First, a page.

I started keeping a diary of random things that were happening and could see patterns
And then I think it was about nine months later I bit the bullet and called my Doctor’s surgery asking to speak to the their menopause specialist. Turns out they didn’t have one but there was a Locum who they could book me in with.
When I started my menopause journey there were around 40 menopause specialists in the UK. Yes, just 40. Considering half the population will experience this, it’s shocking isn’t it? Did you also know that there is only a very tiny amount of time dedicated to menopause training for health professionals? The inequality surrounding women’s health is off the charts. Thankfully there is more being done but still you need to go armed with information and try to seek out the best person to speak to. There are private clinics, but there are also so many resources that could help you prepare for a chat with the best person at your Doctor’s surgery.
I went armed with information
Here is the key thing; I went armed with information. I’d spent a long time reading how most women are put on antidepressants as some of the symptoms can be anxiety and depression – Rather than look at the overall picture, Doctor’s are all too quick to diagnose depression and issue pills. I told the Doctor about my research, the diary of symptoms and how my Mum had gone through menopause at a relatively early age. I knew that there was a blood test but that it could be very unreliable. However the Locum said she wanted to run it anyway to rule out anything else and to refer back to in years to come to see where my hormone levels were.
Menopause at 39
The Locum was so understanding and very easy to talk to. She explained that whilst I was young (39) no matter what my hormone levels show, she had no doubt I was going through peri-menopause. We booked another appointment for once my blood tests had been done. She gave me some literature on peri-menopause and menopause; websites and details on HRT to read over in the meantime.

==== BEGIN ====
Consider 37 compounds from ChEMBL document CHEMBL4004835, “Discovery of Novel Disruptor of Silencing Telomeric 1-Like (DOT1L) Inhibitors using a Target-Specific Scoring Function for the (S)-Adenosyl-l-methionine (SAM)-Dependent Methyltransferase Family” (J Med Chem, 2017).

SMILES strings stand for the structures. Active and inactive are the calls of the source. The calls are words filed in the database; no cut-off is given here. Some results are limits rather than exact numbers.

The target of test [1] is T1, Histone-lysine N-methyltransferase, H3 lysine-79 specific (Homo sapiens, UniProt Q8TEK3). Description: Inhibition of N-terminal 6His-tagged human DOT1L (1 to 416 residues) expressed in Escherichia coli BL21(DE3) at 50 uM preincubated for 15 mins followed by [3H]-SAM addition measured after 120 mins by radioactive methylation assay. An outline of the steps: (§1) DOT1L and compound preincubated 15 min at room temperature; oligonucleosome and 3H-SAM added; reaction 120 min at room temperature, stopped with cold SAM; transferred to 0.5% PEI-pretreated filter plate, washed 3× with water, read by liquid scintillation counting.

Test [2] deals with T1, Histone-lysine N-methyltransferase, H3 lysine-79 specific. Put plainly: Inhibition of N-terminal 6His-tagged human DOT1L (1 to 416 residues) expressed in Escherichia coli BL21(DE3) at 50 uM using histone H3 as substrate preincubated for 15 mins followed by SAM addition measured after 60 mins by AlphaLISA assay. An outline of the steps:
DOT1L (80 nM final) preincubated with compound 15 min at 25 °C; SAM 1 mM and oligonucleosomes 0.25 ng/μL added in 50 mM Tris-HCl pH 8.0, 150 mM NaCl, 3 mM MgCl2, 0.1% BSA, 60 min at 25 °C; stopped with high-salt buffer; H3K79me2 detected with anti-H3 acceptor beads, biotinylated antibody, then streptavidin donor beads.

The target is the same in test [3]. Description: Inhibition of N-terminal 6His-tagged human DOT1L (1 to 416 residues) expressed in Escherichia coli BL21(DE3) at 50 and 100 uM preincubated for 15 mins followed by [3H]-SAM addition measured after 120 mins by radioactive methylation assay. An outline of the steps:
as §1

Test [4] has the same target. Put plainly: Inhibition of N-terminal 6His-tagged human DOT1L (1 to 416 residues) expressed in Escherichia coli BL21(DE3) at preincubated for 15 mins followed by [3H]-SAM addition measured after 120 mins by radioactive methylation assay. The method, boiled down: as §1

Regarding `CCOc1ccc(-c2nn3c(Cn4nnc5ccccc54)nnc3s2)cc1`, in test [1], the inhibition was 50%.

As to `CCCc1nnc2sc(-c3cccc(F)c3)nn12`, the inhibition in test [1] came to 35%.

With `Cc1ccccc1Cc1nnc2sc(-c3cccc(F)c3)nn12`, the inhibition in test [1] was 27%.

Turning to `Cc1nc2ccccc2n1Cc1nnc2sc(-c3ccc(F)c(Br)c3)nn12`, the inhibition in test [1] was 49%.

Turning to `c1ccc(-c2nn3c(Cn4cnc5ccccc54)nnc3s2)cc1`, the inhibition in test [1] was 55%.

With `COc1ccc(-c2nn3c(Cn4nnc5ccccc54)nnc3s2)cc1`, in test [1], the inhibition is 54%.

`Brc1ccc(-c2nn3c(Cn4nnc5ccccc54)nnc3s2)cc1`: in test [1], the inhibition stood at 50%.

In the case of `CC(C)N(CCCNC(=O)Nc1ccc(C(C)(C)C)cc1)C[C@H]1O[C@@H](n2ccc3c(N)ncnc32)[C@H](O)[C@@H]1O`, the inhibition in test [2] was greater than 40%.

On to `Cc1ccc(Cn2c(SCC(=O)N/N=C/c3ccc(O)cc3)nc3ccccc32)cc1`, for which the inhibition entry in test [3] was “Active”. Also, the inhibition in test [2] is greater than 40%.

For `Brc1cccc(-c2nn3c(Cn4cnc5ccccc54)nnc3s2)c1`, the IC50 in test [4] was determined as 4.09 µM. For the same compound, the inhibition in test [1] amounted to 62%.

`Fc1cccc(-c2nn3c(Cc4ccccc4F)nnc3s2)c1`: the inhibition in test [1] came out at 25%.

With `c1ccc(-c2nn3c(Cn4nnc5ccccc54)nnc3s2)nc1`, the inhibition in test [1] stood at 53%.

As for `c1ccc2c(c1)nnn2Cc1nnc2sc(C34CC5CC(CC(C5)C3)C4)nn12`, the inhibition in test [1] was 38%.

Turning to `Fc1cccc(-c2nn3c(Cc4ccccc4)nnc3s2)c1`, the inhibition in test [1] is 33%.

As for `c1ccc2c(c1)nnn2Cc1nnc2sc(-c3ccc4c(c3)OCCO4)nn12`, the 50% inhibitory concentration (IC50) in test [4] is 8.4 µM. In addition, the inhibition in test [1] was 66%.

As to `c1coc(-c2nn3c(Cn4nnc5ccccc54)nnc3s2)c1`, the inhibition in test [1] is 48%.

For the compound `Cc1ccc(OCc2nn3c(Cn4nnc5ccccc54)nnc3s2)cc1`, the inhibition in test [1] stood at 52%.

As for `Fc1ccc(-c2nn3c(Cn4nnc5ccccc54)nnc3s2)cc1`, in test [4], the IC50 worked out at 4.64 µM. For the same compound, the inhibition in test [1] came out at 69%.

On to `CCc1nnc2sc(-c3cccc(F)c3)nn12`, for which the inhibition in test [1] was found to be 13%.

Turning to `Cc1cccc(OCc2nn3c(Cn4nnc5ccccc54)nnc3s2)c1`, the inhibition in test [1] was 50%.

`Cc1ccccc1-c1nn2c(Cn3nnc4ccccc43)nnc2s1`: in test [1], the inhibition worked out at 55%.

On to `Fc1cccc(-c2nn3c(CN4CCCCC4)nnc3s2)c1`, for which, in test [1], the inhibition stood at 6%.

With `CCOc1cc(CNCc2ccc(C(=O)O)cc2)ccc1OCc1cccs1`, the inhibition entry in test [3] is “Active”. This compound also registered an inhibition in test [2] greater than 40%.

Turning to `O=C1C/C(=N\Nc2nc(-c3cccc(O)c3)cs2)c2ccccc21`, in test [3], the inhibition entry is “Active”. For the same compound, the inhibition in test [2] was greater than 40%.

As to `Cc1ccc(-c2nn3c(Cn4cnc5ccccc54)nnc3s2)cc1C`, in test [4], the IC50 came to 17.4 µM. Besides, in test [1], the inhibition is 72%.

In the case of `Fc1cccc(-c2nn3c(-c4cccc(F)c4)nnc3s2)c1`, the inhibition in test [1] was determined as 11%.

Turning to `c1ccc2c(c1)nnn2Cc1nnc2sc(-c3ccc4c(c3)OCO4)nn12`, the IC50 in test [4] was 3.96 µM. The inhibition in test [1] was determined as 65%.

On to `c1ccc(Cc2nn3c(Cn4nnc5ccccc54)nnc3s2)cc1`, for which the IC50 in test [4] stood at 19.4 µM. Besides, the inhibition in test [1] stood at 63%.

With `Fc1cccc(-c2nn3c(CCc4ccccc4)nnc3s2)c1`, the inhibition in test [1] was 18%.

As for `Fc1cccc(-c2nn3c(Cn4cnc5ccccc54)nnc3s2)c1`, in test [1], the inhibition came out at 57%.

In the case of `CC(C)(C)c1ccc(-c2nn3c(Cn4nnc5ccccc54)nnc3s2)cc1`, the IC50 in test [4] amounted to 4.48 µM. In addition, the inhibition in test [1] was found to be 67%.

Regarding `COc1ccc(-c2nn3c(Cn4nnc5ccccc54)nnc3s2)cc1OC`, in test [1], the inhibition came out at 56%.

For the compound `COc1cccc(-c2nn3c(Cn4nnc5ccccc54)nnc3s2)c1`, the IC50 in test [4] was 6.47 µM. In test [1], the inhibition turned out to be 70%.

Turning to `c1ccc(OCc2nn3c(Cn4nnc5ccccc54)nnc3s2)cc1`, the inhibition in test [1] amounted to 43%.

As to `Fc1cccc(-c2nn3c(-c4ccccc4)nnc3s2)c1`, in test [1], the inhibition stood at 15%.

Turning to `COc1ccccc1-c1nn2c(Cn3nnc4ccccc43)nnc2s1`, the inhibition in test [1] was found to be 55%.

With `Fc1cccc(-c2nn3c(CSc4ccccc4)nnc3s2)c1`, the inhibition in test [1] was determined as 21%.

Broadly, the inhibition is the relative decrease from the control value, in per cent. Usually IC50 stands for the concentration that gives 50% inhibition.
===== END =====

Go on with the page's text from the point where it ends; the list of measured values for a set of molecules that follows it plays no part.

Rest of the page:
I went home feeling confident that I was being taken seriously. But now what?
I had decisions to make! So once again the research started. HRT was a scary word. I’d heard about the risks and reports from decades ago which completely put off women from earlier generations like my Mums from taking it. Turns out, I’m not surprised they were put off by HRT that was from horse urine?! Er, what??? But it has come to light since, that there was a lot of false information in these reports.
I felt confident that there was a form of HRT out there for me and that due to my migraine condition, transdermal would be best. No pills for me; either patches or gel. They were less likely to interfere with migraine attacks. Only thing now was to await the blood results.
The benefits of HRT for me
Back at the doctors and hormones showed normal levels (but remember I said earlier they could be). Vitamin D however was so low it was off the scale! That was sorted with Vitamins, so onto HRT: We talked about patches as she advised these would be best for me too. I didn’t want a coil fitted to disperse progesterone so opted for combination patches – These release Oestrogen and Progesterone through the skin at different times of the month. We discussed risks but she completely put me at ease. The benefits of HRT for me (bone, heart and mental health for example) far outweighed the risks. I’d just need to be more conscious of self-checking my boobs, having my smear tests on time etc.